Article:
The Craigslist economy, Part 2

I can see now why newspapers like The Washington Post are hurting. It used to be that if you wanted to sell something big, like a house or a used car, you called up The Washington Post classified desk, gave them your credit card number and a couple of days later your ad would appear in their classifieds. For a small ad, you were out $50 to $100.

In the 2000s, the way to sell your stuff online was to auction it on eBay. It’s still a good solution but of course eBay wants its cut. I tried it some five years ago when I had people bid on our very used 1992 Toyota Camry. I expected that people might want to first come and test-drive it, but no, just having photos online was enough. It was sold sight unseen for about $1000. I regretted the experience and wished I had paid for a Washington Post classified ad instead. I figured I would have gotten a lot more money for the car.

Given my recent success on Craigslist finding labor to remove an old basketball post, I thought I would try it for the larger task of selling a used car. I did not like my experience with eBay, at least for something as large as a car. And paying for ads seemed so yesterday. Granted, even on Craigslist some people have to pay to advertise. If you are selling commercially, you are expected to pay for your ad. (Apparently, many businesses figure fees are optional and are pretending car sales are private sales, when they are not.) However, if you are just an average Joe with something to sell, you just post it on Craigslist for free. No credit card numbers. No waiting for days for your ad to appear. The ad usually appears online within ten minutes.

As I discovered selling our 1997 Honda Odyssey, selling an automobile on Craigslist is not that hard. Craigslist can give you a temporary email address that forwards mail to your real email address. Call me paranoid, or too scared that the average Craigslist surfer is one of the unprincipled, erotic denizens haunting its casual encounter community. I decided to ditch my Yahoo account that I set up in 1998 for these purposes (too much spam) in favor of a new GMail account instead. Better safe than sorry.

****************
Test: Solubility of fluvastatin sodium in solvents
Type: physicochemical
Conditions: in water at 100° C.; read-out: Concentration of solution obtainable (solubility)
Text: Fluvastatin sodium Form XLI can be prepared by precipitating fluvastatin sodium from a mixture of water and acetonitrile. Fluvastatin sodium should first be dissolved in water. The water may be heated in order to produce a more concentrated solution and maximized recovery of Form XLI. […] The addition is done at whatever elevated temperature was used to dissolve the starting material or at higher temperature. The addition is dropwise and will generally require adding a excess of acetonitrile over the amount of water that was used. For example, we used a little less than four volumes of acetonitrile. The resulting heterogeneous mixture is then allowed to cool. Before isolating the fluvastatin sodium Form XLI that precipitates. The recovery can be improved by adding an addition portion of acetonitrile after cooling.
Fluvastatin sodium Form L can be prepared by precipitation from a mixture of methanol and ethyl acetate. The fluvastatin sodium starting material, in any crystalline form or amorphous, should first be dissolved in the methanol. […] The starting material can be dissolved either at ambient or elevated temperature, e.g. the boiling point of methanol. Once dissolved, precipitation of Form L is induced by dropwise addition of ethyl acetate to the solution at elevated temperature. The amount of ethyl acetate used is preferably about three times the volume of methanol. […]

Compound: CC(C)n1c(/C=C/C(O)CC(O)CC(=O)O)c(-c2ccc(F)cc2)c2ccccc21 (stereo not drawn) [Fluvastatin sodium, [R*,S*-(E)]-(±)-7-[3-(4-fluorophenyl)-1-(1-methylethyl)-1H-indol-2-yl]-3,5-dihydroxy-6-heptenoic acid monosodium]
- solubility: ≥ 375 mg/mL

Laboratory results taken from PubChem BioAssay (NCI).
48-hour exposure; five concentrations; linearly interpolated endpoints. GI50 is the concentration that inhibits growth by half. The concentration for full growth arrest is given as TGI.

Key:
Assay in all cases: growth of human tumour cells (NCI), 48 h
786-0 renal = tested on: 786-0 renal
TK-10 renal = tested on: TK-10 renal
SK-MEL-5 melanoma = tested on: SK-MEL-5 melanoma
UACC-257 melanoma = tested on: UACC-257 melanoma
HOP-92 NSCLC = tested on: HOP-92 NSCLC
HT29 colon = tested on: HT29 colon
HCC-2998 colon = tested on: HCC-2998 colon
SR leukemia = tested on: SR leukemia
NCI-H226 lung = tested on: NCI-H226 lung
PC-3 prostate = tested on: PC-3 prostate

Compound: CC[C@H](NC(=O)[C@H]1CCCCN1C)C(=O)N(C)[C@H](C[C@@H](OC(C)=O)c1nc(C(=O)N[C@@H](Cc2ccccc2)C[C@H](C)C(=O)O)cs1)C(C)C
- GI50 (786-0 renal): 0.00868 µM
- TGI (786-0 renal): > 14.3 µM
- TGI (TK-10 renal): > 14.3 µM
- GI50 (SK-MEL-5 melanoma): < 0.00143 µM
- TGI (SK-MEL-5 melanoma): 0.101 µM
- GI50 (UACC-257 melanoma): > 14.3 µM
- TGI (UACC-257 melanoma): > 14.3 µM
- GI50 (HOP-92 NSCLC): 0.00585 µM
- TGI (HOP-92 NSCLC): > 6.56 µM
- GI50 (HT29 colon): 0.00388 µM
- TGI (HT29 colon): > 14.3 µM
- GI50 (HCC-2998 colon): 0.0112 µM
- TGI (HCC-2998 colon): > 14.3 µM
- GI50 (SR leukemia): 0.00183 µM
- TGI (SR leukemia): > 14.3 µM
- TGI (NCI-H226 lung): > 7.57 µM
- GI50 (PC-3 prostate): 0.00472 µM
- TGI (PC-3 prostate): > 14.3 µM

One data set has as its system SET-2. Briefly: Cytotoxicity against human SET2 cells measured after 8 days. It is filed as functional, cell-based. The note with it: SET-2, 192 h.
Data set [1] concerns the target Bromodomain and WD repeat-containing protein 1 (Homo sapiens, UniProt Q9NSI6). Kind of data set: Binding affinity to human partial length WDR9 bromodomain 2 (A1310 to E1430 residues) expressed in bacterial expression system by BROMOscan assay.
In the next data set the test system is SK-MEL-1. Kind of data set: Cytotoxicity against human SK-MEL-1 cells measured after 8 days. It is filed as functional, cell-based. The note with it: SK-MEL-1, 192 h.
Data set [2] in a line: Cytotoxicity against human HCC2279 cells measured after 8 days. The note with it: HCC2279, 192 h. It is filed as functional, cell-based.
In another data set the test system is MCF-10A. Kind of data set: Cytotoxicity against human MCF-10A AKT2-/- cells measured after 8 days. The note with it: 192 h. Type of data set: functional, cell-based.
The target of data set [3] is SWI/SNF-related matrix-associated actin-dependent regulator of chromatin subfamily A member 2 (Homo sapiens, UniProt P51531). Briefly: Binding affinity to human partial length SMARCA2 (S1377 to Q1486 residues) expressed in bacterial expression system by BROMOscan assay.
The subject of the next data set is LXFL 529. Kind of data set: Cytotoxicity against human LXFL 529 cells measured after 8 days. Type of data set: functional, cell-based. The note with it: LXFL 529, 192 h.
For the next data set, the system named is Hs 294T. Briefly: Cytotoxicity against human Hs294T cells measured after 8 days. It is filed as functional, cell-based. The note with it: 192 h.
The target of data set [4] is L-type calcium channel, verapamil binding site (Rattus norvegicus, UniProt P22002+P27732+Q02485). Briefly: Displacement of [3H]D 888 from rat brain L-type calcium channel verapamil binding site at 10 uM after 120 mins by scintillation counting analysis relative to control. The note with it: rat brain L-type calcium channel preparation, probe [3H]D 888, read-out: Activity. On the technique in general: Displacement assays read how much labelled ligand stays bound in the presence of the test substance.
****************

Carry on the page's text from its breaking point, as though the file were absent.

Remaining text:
There were also the minor matters of preparing the car for sale, taking pictures of it to post and figuring out a good sales price. I knew that if I sold it as a trade in, any dealership would give me a lot less than a private sale price. Selling it myself is a hassle, but not so much of a hassle that I wanted to take a $500-$1000 hit to avoid it. Therefore, I went to instead, where I determined my minivan was worth about $2000. It seemed a good starting price. I advertised it for $1999. And in a fit of honesty I did not hide anything in my ad. I warned buyers that the antilock brakes did not work (our mechanic said it was not worth the cost) and going between second and third gears the transmission jumped a bit. Otherwise, it was in great shape. I don’t know what’s Honda’s secret is, but thirteen years later the body almost looks new. No nicks, no scrapes, no rust, nor was I meticulous about washing and waxing it.

While my first encounter with a Craiglist denizen (Shawn, the guy who removed my basketball post) went well, I was still a bit leery. First, there is a large community of scammers out there preying on people, particularly on people selling automobiles. So I decided I would not accept any personal checks. I would accept no cashier checks either, unless they were from a local bank or credit union. Cash was fine but I figured it was unlikely someone would pay cash. Who would carry around $2000 in cash?